While 1948 may have been the start of mass immigration, it certainly wasn’t the end. Changing the landscape of many a London neighbourhood, the culture, flavours and XX of South Asia found their way to East London. Eponymous with curry houses and beigels, Brick Lane has long drawn locals and tourists to its busy streets, in search of souvenir trinkets and food from street vendors. But take a small step back a handful of decades (three and a half, to be exact) and slip into the shoes of Nazneen, a Banglideshi woman who has travelled to London to marry an older man. The novel intricately weaves three characters, each living in the same imaginary council estate but all experiencing East London in its own way. It’s the story of cultures coming together, and carving out a new identity – something which many stories do, but one that this Booker Prize shortlist does exceptionally well.  

Image: Brick Lane (credit to Coldsnowstorm via getty)

St. Paul’s Cathedral: Ashes of London, Andrew Taylor

Vague recollections from your high school history lessons might come to mind as you start reading Ashes of London: set in the wake of the Great Fire (1666, remember?),  trace the path of a murder and reporter through the ashy streets of London, where a grey, smoky sky billows overhead and an intricate web of lies and deceit follow the two protagonists. This novel is the ultimate throwback of London, a London before regal Georgian houses and street lamps, where narrow streets and wooden houses (or what was left of them) stand. There’s plenty of mystery and intrigue packed into Taylor’s novel (the first of a trilogy), introducing James Marwood and Cat Lovett, one trying to hunt down a murderer, and the other being the culprit. This fast-paced narrative is perfect for history-lovers, which blends politics with a thrilling storyline in a London that now, is only a memory.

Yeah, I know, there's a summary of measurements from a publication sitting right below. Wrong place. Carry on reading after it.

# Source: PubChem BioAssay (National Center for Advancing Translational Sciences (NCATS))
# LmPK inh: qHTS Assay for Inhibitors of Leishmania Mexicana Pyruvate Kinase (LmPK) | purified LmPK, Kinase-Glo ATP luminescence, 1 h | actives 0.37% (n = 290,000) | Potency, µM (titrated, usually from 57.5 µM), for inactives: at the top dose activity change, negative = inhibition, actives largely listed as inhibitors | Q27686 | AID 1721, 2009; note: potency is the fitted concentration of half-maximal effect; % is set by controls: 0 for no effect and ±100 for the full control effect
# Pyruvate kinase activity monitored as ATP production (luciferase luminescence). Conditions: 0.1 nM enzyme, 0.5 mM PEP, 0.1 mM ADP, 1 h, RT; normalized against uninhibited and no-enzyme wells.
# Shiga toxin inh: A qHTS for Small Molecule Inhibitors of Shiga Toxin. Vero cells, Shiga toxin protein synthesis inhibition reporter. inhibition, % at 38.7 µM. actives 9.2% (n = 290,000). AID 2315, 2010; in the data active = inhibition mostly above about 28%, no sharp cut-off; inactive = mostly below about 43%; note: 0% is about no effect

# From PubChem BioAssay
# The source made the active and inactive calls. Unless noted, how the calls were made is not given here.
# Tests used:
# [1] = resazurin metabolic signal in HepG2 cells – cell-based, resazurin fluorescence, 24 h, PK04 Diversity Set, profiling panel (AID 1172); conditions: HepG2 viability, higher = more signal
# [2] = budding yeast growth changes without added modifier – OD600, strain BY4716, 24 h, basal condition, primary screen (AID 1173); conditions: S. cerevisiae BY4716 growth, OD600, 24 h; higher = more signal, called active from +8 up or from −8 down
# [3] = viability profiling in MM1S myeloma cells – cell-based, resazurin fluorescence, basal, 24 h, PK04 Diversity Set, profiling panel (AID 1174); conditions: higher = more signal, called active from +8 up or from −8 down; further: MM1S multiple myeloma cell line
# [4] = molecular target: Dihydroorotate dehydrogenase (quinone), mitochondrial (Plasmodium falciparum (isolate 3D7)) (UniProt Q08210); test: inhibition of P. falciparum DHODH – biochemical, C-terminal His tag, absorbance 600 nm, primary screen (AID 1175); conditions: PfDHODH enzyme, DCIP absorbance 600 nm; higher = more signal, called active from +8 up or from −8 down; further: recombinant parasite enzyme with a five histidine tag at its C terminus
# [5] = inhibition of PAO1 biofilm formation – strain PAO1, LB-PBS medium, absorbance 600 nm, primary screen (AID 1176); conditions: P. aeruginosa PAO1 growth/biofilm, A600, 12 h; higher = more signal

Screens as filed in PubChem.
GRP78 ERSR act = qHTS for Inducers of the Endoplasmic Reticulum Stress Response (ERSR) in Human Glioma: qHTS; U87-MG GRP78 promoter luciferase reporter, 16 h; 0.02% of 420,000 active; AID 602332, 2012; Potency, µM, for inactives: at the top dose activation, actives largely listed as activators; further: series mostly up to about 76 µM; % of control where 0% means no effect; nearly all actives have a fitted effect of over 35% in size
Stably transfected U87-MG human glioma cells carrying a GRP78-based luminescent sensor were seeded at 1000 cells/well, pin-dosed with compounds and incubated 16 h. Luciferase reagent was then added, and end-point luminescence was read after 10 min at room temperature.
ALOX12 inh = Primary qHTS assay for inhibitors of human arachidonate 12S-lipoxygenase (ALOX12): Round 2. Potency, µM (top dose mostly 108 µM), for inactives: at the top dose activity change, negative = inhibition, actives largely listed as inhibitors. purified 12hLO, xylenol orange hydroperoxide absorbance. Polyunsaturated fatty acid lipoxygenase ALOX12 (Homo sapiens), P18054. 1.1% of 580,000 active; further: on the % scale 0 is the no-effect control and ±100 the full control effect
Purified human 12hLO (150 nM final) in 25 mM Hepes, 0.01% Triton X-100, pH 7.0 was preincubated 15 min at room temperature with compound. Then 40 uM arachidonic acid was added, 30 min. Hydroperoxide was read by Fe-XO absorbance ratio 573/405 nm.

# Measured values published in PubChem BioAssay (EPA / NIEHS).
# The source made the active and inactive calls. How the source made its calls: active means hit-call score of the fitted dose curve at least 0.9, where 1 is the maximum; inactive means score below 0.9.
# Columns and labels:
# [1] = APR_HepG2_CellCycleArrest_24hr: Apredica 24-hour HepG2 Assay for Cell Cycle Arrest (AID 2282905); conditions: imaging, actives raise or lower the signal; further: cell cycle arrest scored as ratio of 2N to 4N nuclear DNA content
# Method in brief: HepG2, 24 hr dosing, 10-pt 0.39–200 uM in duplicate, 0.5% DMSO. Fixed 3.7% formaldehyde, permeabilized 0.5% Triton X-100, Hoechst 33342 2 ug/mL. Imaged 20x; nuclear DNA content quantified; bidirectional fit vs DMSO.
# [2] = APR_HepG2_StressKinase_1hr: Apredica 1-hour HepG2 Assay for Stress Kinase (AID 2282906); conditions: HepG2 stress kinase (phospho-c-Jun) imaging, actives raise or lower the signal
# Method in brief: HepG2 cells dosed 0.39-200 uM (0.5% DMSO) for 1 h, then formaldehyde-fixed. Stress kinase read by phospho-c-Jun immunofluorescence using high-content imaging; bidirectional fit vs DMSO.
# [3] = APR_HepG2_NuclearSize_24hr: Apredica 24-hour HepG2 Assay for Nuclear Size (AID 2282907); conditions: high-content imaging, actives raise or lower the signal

We all need an escape once in a while - to experience something new, and take a break from reality. When your next holiday seems worlds away, there’s another way to get your adventure-fix: by picking up a good book. Discover new places and new people without ever leaving your home, and live your life through the eyes of another, just for a short while.
Image: St Paul’s Cathedral & Millennium Bridge